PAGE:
Summit Mt. Kilimanjaro via the Rongai Route

43.8 miles 12945 ft gain  - Point-to-Point Trail

Added by Rachel Davidson

Reach the Roof of Africa, Mt. Kilimanjaro (19,341’), on this high-altitude Tanzanian adventure, on the easiest non-technical climb of the world’s Seven Summits. Expect to spend 6-7 days hiking on the Rongai route. 

Kilimanjaro is the highest free-standing mountain in the world since it stands alone from any mountain range, making its size and height all the more impressive. Because of its reputation, ease of accessibility, and Tanzania’s affordability, this is an incredibly popular mountain to climb and therefore laden with lots of red tape. It is required to organize this climb through a licensed mountain operator, as well as follow one of the official climbing routes – so be sure to do your due diligence and research the right route for you!

The Rongai Route is one of the least traveled ways up Africa’s tallest peak, allowing a more remote hiking experience. Unlike the southern routes, Rongai is a moorland or high-altitude desert climate, with far less precipitation than rainforest routes. The Rongai route meets the Marangu route on the final night to follow this trail to the summit.

Most, if not all, of the routes up the mountain begin in the town of Arusha, Tanzania, accessed by the Kilimanjaro International Airport (JRO). For this particular itinerary, you’ll head to the northeastern side of the mountain along the border of Kenya, about a five hour drive from Arusha. Expect to spend 6-7 days hiking on the Rongai route.

Day 1: Nale Moru (1,950 m/6,400 ft.) + Simba Camp (2,650 m/8,700 ft.)

  • Walking distance: 6.5km/4 miles
  • Elevation gain: 700m/2,300 ft.

Today is the start of it all, beginning at the Rongai Gate in Nale Moru. After registering with park officials and finalizing the last of your packing, your hike starts through fields and a few small villages. You’ll spend the night at Simba Camp, close to the First Cave, overlooking the Kenyan plains.

Day 2: Kikelewa Caves (3,600 m/11,810 ft.)

  • Walking distance: 9 km/5.6 miles
  • Elevation gain: 950m/3,110 ft.

On the second day, vegetation grows thinner and you’ll enter into a truly high-alpine desert biosphere. Pass by the Second Cave (where you might stop for lunch) and end your day at Kikelewa Camp, next to the Kikelewa Cave.

Day 3: Mawenzi Tarn (4,330m/14,210 ft.)

  • Walking distance: 6km/3.7 miles
  • Elevation gain: 730m/2,400 ft.

As the week progresses, your days grow shorter, and this hike to Mawenzi Tarn should only take a couple hours as your body adjusts to the higher elevations. This is when proper hydration and a slow pace (pole, pole, as the Tanzanians would say) play a huge part in your successful acclimatization. You’ll spend this night at Mawenzi Tarn and have plenty of time in the afternoon to explore the plains and rocky outcrops in this vast area.

Day 4: Kibo Huts (4,330 m/15,420 ft.)

  • Walking distance: 9km/5.6 miles
  • Elevation gain: 370m/1,215 ft.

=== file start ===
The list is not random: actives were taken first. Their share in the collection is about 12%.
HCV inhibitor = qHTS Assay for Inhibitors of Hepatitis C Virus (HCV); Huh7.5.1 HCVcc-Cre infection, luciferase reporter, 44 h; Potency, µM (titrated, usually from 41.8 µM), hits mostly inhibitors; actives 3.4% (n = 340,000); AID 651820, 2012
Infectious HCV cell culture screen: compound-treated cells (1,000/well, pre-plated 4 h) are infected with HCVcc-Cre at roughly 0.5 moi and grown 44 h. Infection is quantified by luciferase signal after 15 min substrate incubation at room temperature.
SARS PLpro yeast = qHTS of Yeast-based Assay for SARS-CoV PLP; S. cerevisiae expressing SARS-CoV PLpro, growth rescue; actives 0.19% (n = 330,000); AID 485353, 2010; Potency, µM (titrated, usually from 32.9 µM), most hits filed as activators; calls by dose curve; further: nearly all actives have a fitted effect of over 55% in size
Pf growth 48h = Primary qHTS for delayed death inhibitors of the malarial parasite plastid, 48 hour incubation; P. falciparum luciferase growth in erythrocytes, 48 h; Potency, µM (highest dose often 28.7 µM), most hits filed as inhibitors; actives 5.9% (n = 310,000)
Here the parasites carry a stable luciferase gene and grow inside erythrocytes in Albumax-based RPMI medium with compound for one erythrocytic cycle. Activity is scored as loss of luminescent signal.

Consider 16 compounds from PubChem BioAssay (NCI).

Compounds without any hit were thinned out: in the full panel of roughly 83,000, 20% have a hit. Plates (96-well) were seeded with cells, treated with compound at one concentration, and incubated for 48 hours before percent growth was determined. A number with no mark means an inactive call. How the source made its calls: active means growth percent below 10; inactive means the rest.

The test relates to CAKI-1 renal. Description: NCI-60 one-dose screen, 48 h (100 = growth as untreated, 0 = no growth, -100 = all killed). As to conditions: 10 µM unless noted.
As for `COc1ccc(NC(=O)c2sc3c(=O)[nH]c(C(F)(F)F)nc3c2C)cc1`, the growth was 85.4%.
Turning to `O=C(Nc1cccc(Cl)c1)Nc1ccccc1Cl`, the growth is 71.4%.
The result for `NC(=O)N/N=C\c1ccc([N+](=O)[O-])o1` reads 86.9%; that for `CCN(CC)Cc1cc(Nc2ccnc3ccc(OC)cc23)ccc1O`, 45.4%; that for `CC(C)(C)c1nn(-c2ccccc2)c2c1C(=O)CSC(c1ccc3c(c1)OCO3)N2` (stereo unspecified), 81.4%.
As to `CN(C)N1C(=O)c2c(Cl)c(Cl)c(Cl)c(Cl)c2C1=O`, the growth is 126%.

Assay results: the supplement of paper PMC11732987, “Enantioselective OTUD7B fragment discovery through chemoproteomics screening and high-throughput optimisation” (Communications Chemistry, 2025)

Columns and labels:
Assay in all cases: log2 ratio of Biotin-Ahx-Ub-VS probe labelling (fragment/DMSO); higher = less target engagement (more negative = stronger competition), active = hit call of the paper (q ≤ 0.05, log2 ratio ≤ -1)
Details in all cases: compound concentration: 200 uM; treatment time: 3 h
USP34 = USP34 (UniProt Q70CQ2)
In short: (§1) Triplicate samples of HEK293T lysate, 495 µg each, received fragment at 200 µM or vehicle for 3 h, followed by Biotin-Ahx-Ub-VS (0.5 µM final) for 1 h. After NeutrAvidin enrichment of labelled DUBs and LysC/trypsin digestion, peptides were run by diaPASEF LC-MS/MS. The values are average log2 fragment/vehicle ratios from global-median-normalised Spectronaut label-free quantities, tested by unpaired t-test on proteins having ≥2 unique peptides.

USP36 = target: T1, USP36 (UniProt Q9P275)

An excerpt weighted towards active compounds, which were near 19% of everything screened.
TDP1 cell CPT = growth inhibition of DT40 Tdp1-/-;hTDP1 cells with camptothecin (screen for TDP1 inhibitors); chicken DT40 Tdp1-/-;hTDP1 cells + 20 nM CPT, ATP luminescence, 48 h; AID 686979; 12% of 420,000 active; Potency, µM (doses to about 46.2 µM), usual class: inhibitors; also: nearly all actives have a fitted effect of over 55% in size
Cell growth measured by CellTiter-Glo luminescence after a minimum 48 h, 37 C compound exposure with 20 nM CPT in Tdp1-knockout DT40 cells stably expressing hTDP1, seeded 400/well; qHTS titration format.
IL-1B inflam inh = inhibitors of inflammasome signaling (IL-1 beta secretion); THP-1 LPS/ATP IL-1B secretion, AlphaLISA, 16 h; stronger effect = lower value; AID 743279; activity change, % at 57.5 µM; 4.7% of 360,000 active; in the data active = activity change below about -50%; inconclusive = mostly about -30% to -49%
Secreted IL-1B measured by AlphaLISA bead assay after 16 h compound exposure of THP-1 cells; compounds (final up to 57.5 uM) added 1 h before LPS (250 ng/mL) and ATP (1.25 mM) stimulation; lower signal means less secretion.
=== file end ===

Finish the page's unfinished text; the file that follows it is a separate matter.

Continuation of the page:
This is the point where the Rongai Route meets up with the Marangu Route for your final summit push. You’ll want to leave Mawenzi Tarn early this morning so that you have plenty of time to rest and prepare for your summit bid later in the night.  The Kibo Huts are a little like a semi-permanent village, with huge crowds from both routes and plenty of noise and excitement.

Day 5: Summit via Gilman’s Point to Uhuru Peak (5,895m/19,340 ft.) to Horombo Huts (3,700m/12,200 ft.)

  • Walking distance: 5km/3.1 miles ascent + 15km/9.3 miles descent
  • Elevation gain: 1,195m/3,920 ft.
  • Elevation loss: 2,195m/7,200 ft.

Day 5 begins late night of Day 4, waking, eating, and heading out of camp by midnight for your summit bid. The first half of your early-morning leading up to Gilman’s Point (5,700m/18,700 ft.) will be full of undulating switchbacks that may be made more brutal by biting cold and harsh winds, as we were. From Gilman’s Point you’ll get to look into the huge volcanic crater and surrounding ice caps, with the true summit just ahead. The crater rim to your left leads you all the way to Uhuru Peak with the famous summit sign of Kilimanjaro.

Unfortunately this last push is where hikers are most likely to feel the full affects of altitude sickness, and we saw lots of folks being ushered or even carried down the mountain at this point. That’s why it’s all the more important to limit your time at the top and descend quickly, back to the Kibo Huts for some fuel and a short break, before you’ll continue on to the Horombo Huts.

Day 6: Marangu Gate (1,860m/6,102 ft.)

  • Walking distance: 20km/12.5 miles
  • Elevation loss: 1,840m/6,040 ft.

After all of the climbing you’ve accomplished, this hike out should feel like a piece of cake. Descending on the southside, you’ll be immersed in a beautiful rainforest as well as the infamous crowds you avoided to the north heading up for their chance at the summit. Take your time, enjoy the scenery, and give yourself a huge high-five once you’ve reached the final Marangu Gate.

While this climb is truly non-technical and often described as “easy” or a simple “walk-up,” proper planning and packing is essential to any climber’s success. Freak weather storms, freezing temperatures, and debilitating altitude sickness can occur at any time without warning. Pack for everything, and be prepared for anything.

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🥇Top Contributor

over 2 years ago

Hiking Kilimanjaro 2010

The most exciting and different thing that I have ever accomplished in my life. The experience of summiting Mt. Kilimanjaro was a blessing. You definitely need to train for this hike and take all health precautions.

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